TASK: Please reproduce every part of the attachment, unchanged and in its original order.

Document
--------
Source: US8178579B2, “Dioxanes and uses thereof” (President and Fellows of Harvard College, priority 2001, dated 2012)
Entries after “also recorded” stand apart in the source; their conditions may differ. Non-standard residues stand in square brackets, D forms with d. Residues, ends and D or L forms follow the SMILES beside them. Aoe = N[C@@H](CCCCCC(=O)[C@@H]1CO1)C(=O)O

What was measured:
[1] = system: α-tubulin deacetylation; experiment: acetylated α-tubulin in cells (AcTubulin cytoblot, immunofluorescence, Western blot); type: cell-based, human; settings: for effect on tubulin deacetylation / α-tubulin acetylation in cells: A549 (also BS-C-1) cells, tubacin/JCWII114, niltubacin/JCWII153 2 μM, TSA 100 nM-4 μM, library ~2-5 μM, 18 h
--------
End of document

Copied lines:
Source: US8178579B2, “Dioxanes and uses thereof” (President and Fellows of Harvard College, priority 2001, dated 2012)
Entries after “also recorded” stand apart in the source; their conditions may differ. Non-standard residues stand in square brackets, D forms with d. Residues, ends and D or L forms follow the SMILES beside them. Aoe = N[C@@H](CCCCCC(=O)[C@@H]1CO1)C(=O)O

What was measured:
[1] = system: α-tubulin deacetylation; experiment: acetylated α-tubulin in cells (AcTubulin cytoblot, immunofluorescence, Western blot); type: cell-based, human; settings: for effect on tubulin deacetylation / α-tubulin acetylation in cells: A549 (also BS-C-1) cells, tubacin/JCWII114, niltubacin/JCWII153 2 μM, TSA 100 nM-4 μM, library ~2-5 μM, 18 h